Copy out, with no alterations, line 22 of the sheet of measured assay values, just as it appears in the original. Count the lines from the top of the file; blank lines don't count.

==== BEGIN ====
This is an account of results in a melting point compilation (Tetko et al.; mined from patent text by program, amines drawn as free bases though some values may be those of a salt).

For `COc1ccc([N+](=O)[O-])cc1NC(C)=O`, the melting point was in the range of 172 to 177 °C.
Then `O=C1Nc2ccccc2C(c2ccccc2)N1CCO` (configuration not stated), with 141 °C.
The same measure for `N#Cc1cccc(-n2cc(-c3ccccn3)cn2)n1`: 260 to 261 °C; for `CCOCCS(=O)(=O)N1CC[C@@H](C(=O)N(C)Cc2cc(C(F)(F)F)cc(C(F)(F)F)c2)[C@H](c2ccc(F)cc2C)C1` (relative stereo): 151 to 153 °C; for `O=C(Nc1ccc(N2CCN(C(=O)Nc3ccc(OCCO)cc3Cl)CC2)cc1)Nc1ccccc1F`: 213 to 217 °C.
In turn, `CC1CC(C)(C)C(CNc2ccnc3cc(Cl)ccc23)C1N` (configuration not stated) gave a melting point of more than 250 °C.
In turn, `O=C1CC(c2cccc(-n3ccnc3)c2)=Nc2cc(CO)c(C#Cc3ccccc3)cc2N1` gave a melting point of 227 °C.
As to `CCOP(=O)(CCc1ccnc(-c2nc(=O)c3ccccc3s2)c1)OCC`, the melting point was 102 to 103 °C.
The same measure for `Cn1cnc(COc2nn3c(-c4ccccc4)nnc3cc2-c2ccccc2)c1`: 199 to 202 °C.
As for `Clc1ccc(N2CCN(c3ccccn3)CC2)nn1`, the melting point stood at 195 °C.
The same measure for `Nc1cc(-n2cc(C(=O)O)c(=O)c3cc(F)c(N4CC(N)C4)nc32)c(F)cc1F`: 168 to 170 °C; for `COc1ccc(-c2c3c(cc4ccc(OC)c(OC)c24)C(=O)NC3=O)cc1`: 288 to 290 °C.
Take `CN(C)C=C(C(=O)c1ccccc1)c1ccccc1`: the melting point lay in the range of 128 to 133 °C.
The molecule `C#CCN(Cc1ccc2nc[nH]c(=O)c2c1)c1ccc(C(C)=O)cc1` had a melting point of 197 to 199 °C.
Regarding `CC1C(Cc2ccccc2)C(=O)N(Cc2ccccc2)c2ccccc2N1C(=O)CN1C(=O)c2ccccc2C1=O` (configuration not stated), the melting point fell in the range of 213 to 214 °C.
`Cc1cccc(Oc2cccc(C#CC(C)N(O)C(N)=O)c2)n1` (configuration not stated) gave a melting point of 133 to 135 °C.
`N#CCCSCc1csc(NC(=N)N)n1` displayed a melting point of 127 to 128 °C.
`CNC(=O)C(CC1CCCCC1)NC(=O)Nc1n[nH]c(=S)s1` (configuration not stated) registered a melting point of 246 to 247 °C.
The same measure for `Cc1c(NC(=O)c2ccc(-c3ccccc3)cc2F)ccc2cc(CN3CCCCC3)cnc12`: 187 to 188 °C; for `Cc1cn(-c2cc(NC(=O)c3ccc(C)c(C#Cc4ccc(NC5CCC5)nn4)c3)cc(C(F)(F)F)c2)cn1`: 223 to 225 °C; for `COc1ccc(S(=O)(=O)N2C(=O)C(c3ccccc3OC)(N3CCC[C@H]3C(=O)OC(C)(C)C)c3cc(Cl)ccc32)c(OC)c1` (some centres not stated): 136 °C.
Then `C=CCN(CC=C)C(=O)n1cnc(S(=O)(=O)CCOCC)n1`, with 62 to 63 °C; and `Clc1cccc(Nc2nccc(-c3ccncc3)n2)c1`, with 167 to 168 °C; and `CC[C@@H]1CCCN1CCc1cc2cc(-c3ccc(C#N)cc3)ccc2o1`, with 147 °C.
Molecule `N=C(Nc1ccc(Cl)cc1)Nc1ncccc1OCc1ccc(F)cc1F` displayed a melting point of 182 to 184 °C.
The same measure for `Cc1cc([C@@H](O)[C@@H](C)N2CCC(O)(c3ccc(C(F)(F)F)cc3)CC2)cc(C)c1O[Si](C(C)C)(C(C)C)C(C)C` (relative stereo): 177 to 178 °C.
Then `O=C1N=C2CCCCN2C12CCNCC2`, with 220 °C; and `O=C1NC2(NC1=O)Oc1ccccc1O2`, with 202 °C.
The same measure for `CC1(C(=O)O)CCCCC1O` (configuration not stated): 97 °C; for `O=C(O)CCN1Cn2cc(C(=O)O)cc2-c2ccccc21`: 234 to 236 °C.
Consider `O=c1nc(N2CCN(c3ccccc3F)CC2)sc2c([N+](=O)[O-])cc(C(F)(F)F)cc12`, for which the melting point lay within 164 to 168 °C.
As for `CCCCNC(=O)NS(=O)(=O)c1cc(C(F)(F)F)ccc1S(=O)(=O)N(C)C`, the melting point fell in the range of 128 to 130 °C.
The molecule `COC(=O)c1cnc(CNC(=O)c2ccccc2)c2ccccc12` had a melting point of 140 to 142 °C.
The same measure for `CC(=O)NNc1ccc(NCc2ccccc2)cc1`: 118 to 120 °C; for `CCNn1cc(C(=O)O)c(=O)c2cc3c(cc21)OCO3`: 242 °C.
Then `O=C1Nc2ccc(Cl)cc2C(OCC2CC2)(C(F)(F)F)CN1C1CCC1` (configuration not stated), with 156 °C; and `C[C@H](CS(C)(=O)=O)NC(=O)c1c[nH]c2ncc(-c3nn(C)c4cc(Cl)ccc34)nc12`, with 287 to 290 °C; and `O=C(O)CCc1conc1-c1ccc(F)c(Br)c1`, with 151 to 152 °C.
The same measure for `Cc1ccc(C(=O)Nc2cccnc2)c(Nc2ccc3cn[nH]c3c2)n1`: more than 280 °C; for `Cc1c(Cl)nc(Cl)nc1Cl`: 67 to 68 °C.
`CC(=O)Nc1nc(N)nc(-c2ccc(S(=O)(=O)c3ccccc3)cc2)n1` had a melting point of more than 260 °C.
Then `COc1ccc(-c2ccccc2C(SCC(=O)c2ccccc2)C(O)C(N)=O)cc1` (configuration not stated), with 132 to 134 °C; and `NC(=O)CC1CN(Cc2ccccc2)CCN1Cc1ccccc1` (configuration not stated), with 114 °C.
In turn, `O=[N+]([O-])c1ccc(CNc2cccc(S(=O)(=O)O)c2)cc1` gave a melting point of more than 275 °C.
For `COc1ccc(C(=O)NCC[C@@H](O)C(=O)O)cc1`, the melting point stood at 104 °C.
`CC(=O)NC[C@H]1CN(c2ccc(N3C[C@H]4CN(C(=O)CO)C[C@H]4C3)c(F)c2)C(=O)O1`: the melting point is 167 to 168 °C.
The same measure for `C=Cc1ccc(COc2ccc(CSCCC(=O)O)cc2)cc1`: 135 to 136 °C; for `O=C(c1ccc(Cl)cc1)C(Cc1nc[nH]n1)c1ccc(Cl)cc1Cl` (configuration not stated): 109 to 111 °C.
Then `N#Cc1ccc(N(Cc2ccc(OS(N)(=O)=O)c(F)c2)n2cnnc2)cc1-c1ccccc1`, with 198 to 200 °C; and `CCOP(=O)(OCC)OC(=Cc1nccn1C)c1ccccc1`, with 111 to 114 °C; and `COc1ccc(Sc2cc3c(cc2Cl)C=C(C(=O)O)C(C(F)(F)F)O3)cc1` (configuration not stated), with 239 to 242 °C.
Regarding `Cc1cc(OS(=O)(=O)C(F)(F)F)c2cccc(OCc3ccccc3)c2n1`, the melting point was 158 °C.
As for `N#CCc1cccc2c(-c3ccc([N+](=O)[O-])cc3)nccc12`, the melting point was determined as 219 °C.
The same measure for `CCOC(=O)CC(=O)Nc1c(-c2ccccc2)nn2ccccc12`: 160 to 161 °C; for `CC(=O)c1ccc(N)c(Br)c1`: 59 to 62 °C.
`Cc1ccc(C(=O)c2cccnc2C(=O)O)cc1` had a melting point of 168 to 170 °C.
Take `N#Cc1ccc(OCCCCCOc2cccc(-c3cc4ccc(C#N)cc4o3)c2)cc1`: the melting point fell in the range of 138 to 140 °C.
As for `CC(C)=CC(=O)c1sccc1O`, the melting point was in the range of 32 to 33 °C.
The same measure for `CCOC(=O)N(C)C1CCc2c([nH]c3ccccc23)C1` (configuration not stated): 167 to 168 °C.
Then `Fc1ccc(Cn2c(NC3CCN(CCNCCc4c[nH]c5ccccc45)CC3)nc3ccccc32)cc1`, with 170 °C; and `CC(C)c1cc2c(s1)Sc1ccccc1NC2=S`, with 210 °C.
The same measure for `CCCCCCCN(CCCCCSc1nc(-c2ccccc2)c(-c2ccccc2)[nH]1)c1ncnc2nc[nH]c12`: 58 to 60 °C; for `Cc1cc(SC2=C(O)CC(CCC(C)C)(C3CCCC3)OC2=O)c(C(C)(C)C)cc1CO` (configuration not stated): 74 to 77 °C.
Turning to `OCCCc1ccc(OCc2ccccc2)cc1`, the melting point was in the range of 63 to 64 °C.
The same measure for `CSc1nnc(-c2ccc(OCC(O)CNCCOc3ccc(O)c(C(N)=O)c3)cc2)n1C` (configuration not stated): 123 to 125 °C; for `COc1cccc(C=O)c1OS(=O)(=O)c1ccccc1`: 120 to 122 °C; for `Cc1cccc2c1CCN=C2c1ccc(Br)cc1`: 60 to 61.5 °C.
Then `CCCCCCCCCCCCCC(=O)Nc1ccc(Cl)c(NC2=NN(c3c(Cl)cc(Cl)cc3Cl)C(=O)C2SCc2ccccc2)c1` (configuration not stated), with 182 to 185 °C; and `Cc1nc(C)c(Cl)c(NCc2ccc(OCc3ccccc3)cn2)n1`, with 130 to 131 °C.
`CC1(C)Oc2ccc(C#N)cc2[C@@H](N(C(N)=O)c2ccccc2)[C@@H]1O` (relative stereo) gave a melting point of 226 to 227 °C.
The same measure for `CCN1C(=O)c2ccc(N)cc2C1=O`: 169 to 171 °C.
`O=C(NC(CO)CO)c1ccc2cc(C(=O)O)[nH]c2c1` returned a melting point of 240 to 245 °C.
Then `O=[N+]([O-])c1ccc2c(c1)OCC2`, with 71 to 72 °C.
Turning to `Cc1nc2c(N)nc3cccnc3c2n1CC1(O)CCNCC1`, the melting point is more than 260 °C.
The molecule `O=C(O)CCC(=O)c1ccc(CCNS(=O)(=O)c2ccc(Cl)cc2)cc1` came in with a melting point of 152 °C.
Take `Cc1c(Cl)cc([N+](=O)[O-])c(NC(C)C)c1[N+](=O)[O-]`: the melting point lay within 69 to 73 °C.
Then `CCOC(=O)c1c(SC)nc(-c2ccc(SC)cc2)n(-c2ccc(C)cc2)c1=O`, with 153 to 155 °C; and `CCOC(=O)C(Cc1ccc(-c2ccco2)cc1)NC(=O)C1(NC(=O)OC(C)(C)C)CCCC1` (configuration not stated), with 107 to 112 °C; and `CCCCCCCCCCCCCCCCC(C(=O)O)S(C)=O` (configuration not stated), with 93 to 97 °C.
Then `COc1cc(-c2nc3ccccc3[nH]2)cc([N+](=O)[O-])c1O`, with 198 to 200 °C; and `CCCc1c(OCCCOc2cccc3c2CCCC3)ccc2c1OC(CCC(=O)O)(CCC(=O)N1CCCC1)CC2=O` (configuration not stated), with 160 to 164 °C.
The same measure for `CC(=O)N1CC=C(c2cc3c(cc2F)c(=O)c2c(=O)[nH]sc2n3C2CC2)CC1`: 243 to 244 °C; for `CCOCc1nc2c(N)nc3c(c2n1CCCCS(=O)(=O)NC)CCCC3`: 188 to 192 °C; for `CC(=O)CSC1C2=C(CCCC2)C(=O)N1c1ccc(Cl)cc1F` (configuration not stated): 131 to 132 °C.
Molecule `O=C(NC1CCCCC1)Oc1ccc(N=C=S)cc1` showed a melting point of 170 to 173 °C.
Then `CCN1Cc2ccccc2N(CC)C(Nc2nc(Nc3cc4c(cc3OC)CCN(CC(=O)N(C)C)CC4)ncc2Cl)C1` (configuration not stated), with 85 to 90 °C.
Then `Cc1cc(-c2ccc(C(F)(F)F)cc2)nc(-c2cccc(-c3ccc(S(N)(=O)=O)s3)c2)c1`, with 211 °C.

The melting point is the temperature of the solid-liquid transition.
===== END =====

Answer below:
The same measure for `CC1(C(=O)O)CCCCC1O` (configuration not stated): 97 °C; for `O=C(O)CCN1Cn2cc(C(=O)O)cc2-c2ccccc21`: 234 to 236 °C.